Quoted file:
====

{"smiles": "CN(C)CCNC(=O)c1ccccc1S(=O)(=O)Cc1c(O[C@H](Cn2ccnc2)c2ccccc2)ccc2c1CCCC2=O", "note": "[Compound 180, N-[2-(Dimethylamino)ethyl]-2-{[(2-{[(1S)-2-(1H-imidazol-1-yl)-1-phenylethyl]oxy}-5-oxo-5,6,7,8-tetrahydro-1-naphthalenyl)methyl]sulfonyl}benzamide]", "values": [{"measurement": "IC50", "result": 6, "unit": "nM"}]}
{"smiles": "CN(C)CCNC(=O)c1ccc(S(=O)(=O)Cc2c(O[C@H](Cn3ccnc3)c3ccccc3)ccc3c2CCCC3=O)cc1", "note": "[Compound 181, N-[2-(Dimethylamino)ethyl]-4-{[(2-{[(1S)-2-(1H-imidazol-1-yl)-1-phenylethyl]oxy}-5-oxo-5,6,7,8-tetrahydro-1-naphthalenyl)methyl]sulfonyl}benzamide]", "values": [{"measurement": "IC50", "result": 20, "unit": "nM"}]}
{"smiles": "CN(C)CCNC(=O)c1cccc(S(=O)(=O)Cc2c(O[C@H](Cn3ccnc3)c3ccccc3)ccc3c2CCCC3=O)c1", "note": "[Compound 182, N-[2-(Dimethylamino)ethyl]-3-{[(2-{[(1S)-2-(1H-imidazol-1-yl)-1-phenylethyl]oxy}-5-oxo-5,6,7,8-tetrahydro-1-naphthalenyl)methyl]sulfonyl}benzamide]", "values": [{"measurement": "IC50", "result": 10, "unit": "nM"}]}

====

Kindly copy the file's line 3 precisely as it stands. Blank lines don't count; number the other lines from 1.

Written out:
{"smiles": "CN(C)CCNC(=O)c1cccc(S(=O)(=O)Cc2c(O[C@H](Cn3ccnc3)c3ccccc3)ccc3c2CCCC3=O)c1", "note": "[Compound 182, N-[2-(Dimethylamino)ethyl]-3-{[(2-{[(1S)-2-(1H-imidazol-1-yl)-1-phenylethyl]oxy}-5-oxo-5,6,7,8-tetrahydro-1-naphthalenyl)methyl]sulfonyl}benzamide]", "values": [{"measurement": "IC50", "result": 10, "unit": "nM"}]}